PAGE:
Hon. Patty Hajdu, P.C., M.P., Minister of Indigenous Services and Minister responsible for the Federal Economic Development Agency for Northern Ontario: I think I understand the honourable senator’s question.

The water settlement is one of the largest in Canada’s history. Quite frankly, I hope that this country arrives at a place where we are not forced to do things through litigation, but, rather, we lean in and do these things as a country.

We know that when Indigenous people have a fair chance to succeed — when communities are healthy, and when people have access to drinking water and education — all of us will thrive as a country.

In terms of how the compensation will flow, I can’t specifically say. I don’t have that information in front of me, whether or not all of those community members are subject to compensation, but my suspicion would be yes.

It is a broad number of people who are owed compensation as a result of long-term drinking water advisories. That agreement, as I said, has been reached with the litigants. We look forward to flowing that compensation. It’s being managed and administered by a third party.

The historic settlement also commits the government to the appropriate amount of money to be able to complete the rest of the long-term boil water advisories, as well as to provide equity in operating funds for the salaries of the water operators — that was one of the critical ingredients to having clean water in communities.

Not having people paid appropriately or equitably, compared to the province that they were in, meant that, oftentimes, communities could not retain qualified, skilled people to run the plants.

The Hon. the Speaker: I’m sorry, minister, but your time has expired.

Digital Readiness

Hon. Marty Klyne: Minister, my question is in reference to digital transformation, and the mobilization and readiness of young adults located north of the fifty-fifth parallel to compete in the new economy.

As you know, Innovation, Science and Economic Development Canada is working feverishly to connect all households and businesses in rural, remote and Indigenous communities with 50/10 internet speeds.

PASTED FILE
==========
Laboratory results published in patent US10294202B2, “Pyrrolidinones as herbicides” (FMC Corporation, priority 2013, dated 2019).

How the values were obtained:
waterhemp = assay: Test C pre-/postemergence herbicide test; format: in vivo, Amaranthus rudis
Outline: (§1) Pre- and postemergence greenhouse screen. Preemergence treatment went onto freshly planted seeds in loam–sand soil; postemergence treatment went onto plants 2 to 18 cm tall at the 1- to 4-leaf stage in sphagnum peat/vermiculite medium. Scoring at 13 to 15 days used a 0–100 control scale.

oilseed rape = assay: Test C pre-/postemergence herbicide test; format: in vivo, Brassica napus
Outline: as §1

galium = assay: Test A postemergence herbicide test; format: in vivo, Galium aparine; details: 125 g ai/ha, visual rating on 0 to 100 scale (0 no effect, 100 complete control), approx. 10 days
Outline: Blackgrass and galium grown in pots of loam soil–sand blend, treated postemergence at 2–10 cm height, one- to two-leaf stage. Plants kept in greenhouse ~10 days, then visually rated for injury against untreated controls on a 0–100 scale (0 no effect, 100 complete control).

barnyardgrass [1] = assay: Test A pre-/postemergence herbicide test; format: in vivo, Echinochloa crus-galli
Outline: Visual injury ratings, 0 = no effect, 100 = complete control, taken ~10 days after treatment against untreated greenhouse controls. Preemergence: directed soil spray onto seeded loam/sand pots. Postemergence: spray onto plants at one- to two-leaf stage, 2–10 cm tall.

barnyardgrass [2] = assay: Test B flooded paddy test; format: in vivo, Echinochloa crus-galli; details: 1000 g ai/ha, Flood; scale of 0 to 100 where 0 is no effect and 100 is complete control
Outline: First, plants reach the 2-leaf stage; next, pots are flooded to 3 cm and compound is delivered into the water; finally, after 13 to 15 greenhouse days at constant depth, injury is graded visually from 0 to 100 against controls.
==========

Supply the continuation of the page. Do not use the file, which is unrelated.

Minister, what levels of digital skills, training and readiness are our working-age Indigenous adults at? Are they ready to participate in the new economy? What efforts are being made to close any gaps before they widen?

Hon. Patty Hajdu, P.C., M.P., Minister of Indigenous Services and Minister responsible for the Federal Economic Development Agency for Northern Ontario: Thank you. The honourable senator raises a complex question with multiple moving parts.

In terms of capacity of communities, and our capacity as a government to close the digital divide, we have been making historic investments in broadband. We need, again, to work with partners to do that.

The federal government doesn’t have its own broadband company — for example, in northern Ontario, where I come from — where we can hook homes up to it. In some cases, we have to work with regional providers and, in other cases, provincial providers. Frankly, I think we all have to work to push those regional and provincial providers to consider how they will be equitable in their approach with Indigenous and remote communities.

It can be a challenging conversation when many of those providers are looking at this through the lens of revenue and economic feasibility rather than of equity. That’s where I hope that our investments at the federal level will help to close that divide.

You’re right; access to the digital world is a critical ingredient — not just for education, but also for health delivery and economic capacity. Many communities are growing their own economic capacity, and they need access to high-speed internet and broadband to be able to market their services and goods. We will continue this work with our provincial, territorial and regional partners.


Devolution of Responsibility

Hon. Scott Tannas: Welcome, minister.

In 2015, Indigenous and Northern Affairs Canada — which was the full ministry before it was split in two — had just over 4,500 full-time employees. Over the last five years, your government has worked tirelessly to devolve responsibility of Indigenous matters to Indigenous governments. All the while, there has been a rapid increase in full-time employees in your department over recent years. As of this year, there are 8,800 full-time employees working in Indigenous ministries, and your department employs around 6,800. Before you mention this, I was aware that 1,400 employees were transferred into the Indigenous ministries from Health Canada. We have to take those out. It isn’t just 4,500 to 8,800; there are 1,400 that need to be taken out. However, with the 1,400, it still doesn’t explain the year-over-year growth.